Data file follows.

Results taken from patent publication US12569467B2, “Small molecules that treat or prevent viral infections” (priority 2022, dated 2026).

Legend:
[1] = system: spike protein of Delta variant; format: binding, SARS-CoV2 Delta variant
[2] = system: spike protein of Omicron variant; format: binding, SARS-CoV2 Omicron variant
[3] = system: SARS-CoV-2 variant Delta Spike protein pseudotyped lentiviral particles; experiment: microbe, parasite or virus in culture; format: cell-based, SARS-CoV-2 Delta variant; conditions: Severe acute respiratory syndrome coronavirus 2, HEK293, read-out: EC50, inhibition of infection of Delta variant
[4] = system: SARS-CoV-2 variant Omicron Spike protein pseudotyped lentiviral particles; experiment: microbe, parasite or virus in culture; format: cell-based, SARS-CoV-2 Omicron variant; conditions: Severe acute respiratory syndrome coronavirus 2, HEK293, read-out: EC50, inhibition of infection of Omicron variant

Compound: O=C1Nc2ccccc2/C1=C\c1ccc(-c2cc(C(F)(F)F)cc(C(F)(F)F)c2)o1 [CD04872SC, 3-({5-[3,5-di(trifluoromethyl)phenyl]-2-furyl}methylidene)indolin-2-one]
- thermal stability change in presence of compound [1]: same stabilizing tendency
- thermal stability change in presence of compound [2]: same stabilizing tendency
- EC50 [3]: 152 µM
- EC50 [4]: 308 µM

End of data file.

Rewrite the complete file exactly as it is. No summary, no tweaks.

Results taken from patent publication US12569467B2, “Small molecules that treat or prevent viral infections” (priority 2022, dated 2026).

Legend:
[1] = system: spike protein of Delta variant; format: binding, SARS-CoV2 Delta variant
[2] = system: spike protein of Omicron variant; format: binding, SARS-CoV2 Omicron variant
[3] = system: SARS-CoV-2 variant Delta Spike protein pseudotyped lentiviral particles; experiment: microbe, parasite or virus in culture; format: cell-based, SARS-CoV-2 Delta variant; conditions: Severe acute respiratory syndrome coronavirus 2, HEK293, read-out: EC50, inhibition of infection of Delta variant
[4] = system: SARS-CoV-2 variant Omicron Spike protein pseudotyped lentiviral particles; experiment: microbe, parasite or virus in culture; format: cell-based, SARS-CoV-2 Omicron variant; conditions: Severe acute respiratory syndrome coronavirus 2, HEK293, read-out: EC50, inhibition of infection of Omicron variant

Compound: O=C1Nc2ccccc2/C1=C\c1ccc(-c2cc(C(F)(F)F)cc(C(F)(F)F)c2)o1 [CD04872SC, 3-({5-[3,5-di(trifluoromethyl)phenyl]-2-furyl}methylidene)indolin-2-one]
- thermal stability change in presence of compound [1]: same stabilizing tendency
- thermal stability change in presence of compound [2]: same stabilizing tendency
- EC50 [3]: 152 µM
- EC50 [4]: 308 µM